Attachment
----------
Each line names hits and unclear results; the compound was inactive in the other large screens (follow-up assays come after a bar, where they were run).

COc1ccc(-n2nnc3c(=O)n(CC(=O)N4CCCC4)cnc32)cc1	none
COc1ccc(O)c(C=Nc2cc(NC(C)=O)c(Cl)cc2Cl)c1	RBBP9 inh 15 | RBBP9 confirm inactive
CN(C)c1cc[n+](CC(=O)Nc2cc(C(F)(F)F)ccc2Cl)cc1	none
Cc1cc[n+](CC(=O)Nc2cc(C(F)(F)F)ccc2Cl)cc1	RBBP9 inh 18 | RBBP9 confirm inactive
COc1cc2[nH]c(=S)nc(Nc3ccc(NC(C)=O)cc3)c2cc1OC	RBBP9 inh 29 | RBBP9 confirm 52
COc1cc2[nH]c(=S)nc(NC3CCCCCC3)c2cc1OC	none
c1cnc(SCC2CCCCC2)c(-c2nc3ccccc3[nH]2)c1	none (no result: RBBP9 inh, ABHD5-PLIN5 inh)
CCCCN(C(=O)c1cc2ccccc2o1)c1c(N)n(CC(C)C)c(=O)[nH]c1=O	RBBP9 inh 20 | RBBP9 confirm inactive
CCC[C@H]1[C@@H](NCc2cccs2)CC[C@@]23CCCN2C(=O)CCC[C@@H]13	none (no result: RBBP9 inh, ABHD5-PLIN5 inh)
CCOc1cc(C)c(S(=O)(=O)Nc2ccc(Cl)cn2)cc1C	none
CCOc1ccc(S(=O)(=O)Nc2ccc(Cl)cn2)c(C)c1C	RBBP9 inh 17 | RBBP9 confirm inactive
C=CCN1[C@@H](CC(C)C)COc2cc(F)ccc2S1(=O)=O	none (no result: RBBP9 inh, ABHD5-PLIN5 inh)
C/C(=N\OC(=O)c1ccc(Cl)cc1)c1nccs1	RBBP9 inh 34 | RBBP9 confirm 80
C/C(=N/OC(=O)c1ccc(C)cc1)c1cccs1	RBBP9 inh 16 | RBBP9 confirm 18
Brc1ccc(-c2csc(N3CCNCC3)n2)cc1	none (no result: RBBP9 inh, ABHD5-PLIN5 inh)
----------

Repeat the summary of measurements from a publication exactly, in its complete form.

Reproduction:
Each line names hits and unclear results; the compound was inactive in the other large screens (follow-up assays come after a bar, where they were run).

COc1ccc(-n2nnc3c(=O)n(CC(=O)N4CCCC4)cnc32)cc1	none
COc1ccc(O)c(C=Nc2cc(NC(C)=O)c(Cl)cc2Cl)c1	RBBP9 inh 15 | RBBP9 confirm inactive
CN(C)c1cc[n+](CC(=O)Nc2cc(C(F)(F)F)ccc2Cl)cc1	none
Cc1cc[n+](CC(=O)Nc2cc(C(F)(F)F)ccc2Cl)cc1	RBBP9 inh 18 | RBBP9 confirm inactive
COc1cc2[nH]c(=S)nc(Nc3ccc(NC(C)=O)cc3)c2cc1OC	RBBP9 inh 29 | RBBP9 confirm 52
COc1cc2[nH]c(=S)nc(NC3CCCCCC3)c2cc1OC	none
c1cnc(SCC2CCCCC2)c(-c2nc3ccccc3[nH]2)c1	none (no result: RBBP9 inh, ABHD5-PLIN5 inh)
CCCCN(C(=O)c1cc2ccccc2o1)c1c(N)n(CC(C)C)c(=O)[nH]c1=O	RBBP9 inh 20 | RBBP9 confirm inactive
CCC[C@H]1[C@@H](NCc2cccs2)CC[C@@]23CCCN2C(=O)CCC[C@@H]13	none (no result: RBBP9 inh, ABHD5-PLIN5 inh)
CCOc1cc(C)c(S(=O)(=O)Nc2ccc(Cl)cn2)cc1C	none
CCOc1ccc(S(=O)(=O)Nc2ccc(Cl)cn2)c(C)c1C	RBBP9 inh 17 | RBBP9 confirm inactive
C=CCN1[C@@H](CC(C)C)COc2cc(F)ccc2S1(=O)=O	none (no result: RBBP9 inh, ABHD5-PLIN5 inh)
C/C(=N\OC(=O)c1ccc(Cl)cc1)c1nccs1	RBBP9 inh 34 | RBBP9 confirm 80
C/C(=N/OC(=O)c1ccc(C)cc1)c1cccs1	RBBP9 inh 16 | RBBP9 confirm 18
Brc1ccc(-c2csc(N3CCNCC3)n2)cc1	none (no result: RBBP9 inh, ABHD5-PLIN5 inh)